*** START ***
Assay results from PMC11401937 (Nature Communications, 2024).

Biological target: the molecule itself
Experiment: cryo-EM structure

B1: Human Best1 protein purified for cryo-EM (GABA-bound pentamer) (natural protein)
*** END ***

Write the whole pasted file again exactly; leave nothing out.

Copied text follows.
Assay results from PMC11401937 (Nature Communications, 2024).

Biological target: the molecule itself
Experiment: cryo-EM structure

B1: Human Best1 protein purified for cryo-EM (GABA-bound pentamer) (natural protein)